VIDEO: Senior Vancouver Giants ‘Fanboni’ driver and so much more

Jock McGrandle has been helping out with WHL team since 2006

The man behind the wheel of the Vancouver Giants ‘Fanboni’ is a feisty 74-year-old Scotsman who was a crackerjack pugilist in his day.

The irony is, North Delta resident Jock McGrandle never played or coached hockey.

He began volunteering with the Western Hockey League team more than a decade ago as something to do in his golden years.

Volunteer-wise, McGrandle is ‘Mr. Everything’ in the eyes of the G-Men. The retired pressman (Pac Press) drives the team’s ‘Fanboni,’ ensures singers are ready to belt out the anthem(s), and helps organize the Giants’ intermission entertainment.

He’s such a valuable helper, in fact, the Giants name their annual Volunteer of the Year Award after him.

“I’ve been with the Giants since ’06 and they haven’t fired me yet,” McGrandle said. “I’m still around.”

McGrandle’s connection with the Giants started off low-key.

“I was a soccer player and a boxer in my day,” McGrandle told the Times by phone in his thick Scottish accent.

“I retired in 2006. My young nephew out of Edmonton, Charles Wells, he was a great little hockey player. I was hoping he was going to get drafted by the Giants, but he got drafted by the Seattle Thunderbirds.”

Hence McGrandle’s connected to the WHL.

One night in the pre-season, McGrandle went to Sungod Arena near his North Delta home to watch his nephew play against the Giants.

Once there, he met Giants senior vice president Dale Saip and the two chatted about possible volunteer opportunities.

They spoke by phone the next day and McGrandle soon started helping out.

Golden Boy

While McGrandle didn’t know a whole lot about hockey when he began volunteering with the team, he’s well-versed in the ‘Sweet Science.’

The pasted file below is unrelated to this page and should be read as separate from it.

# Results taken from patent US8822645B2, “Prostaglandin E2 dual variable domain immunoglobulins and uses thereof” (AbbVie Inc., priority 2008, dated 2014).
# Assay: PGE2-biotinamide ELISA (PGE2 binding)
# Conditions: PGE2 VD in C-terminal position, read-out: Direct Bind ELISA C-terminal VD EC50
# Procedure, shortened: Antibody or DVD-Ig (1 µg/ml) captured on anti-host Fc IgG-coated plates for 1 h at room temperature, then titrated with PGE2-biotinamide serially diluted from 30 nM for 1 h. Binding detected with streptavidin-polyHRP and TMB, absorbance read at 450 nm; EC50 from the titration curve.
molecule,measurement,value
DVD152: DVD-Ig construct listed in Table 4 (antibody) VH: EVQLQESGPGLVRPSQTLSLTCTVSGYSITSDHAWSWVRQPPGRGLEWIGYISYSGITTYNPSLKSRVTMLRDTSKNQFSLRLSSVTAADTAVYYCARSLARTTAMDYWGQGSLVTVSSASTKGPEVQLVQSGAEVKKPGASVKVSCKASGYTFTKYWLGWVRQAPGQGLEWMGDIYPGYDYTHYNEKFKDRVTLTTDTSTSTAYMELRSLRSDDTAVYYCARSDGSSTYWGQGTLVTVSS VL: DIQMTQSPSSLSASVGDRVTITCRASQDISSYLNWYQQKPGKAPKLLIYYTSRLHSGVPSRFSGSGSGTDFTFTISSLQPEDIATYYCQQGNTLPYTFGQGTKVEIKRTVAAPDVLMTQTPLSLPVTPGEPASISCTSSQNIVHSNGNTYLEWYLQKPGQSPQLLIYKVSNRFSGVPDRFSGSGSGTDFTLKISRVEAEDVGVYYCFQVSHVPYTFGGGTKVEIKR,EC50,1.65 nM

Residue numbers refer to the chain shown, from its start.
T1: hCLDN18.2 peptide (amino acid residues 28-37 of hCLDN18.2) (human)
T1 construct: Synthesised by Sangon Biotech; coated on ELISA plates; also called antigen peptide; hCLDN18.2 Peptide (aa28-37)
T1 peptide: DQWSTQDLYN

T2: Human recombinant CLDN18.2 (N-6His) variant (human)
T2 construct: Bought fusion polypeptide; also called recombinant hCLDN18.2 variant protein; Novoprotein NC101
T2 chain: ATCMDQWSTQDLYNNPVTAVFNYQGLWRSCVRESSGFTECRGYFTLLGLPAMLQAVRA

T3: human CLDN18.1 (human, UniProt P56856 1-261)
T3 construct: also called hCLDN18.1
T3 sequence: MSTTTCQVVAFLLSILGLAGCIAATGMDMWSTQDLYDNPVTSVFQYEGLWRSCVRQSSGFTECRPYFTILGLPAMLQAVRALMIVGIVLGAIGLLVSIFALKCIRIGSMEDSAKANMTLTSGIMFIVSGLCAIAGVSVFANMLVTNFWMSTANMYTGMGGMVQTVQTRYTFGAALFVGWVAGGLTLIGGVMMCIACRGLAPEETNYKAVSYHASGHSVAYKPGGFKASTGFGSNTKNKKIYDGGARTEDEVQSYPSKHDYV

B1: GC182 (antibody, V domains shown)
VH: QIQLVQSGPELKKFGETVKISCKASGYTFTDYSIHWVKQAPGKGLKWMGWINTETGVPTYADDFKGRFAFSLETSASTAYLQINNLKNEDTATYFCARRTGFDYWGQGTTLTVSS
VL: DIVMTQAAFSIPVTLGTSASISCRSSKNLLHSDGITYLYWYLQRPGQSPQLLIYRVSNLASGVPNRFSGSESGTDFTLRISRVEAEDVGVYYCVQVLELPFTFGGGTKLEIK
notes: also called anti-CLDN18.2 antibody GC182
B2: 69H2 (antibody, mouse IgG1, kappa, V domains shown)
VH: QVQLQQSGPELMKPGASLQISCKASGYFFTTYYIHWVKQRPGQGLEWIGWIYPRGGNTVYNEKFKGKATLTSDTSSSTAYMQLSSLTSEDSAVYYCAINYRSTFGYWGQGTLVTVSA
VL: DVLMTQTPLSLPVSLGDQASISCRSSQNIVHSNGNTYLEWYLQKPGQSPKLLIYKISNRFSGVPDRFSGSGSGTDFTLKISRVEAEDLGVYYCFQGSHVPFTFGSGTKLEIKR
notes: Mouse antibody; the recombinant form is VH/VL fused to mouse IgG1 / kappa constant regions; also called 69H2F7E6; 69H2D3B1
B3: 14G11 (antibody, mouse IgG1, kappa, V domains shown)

“I won the 1960 Golden Gloves championship in Edmonton and I won the Golden Boy award, and I also won a 1942 Chevy because my dad said if I joined boxing and if by chance I win the Golden Boy award he’d give me his car,” McGrandle said.

“And so he did — he gave me the keys to his car!”

‘Fanboni,’ not Zamboni

At every Giants home game, McGrandle chauffeurs young fans around the ice in a ‘Fanboni.’

He’s quick to point out that it’s not a Zamboni (he does a lot of things for the Giants but ice cleaning isn’t one of them).

“We took the meat out of a Zamboni and made it into a ‘Fanboni.’ So when we have kids or families coming to the game, and there’s a birthday party or a celebration or something, then we’ll give them a ride on the ‘Fanboni,’” McGrandle said.

“It doesn’t take long to have a little swipe around the ice, all the kids are wavin’, they’re on the Jumbo Tron, so it’s a lot of fun.”

McGrandle is also in charge of helping the anthem singers.

“When it comes time to sing the anthem, I go and get the microphone and meet the anthem singer, and make sure they’re at the spot where they’re supposed to be,” McGrandle said. “I make sure that the anthem singer is there, has got the microphone, and that the microphone works.”

Being that he’s retired, McGrandle says he’s got “tons of time” to get to the Langley Events Centre on game days.

“Some days are quite busy,” he said, noting his role in helping to organize the fans’ races during the intermissions at games. “There’s a lot of different things we do to entertain the fans.”

NHL connection

A bonus is rubbing shoulders with future NHLers including Giants’ alumni Brendan Gallagher (Montreal Canadiens) and Milan Lucic (Edmonton Oilers) and, through team events, Hockey Hall of Fame members Wayne Gretzky, Guy Lafleur, the late Jean Beliveau, Bobby Hull, Bobby Orr, Henri Richard, and Marcel Dionne.

“We have golf tournaments every year and the alumni comes to the tournaments, so over the years I’ve gotten to know a lot of the young lads that have come through the Giants and are now multi-millionaires in the NHL,” he said.

Just how long McGrandle will continue volunteering with the Giants depends entirely on his health. He turns 75 on Nov. 23 and admits arthritis is “settin’ in.”

“I’ll continue on until my body tells me that maybe I’d better take a rest,” McGrandle said.

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